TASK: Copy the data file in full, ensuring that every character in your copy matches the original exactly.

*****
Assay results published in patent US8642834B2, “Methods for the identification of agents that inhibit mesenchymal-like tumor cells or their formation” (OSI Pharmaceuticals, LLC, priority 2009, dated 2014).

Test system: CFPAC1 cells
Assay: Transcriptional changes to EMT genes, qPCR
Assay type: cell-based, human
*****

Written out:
Assay results published in patent US8642834B2, “Methods for the identification of agents that inhibit mesenchymal-like tumor cells or their formation” (OSI Pharmaceuticals, LLC, priority 2009, dated 2014).

Test system: CFPAC1 cells
Assay: Transcriptional changes to EMT genes, qPCR
Assay type: cell-based, human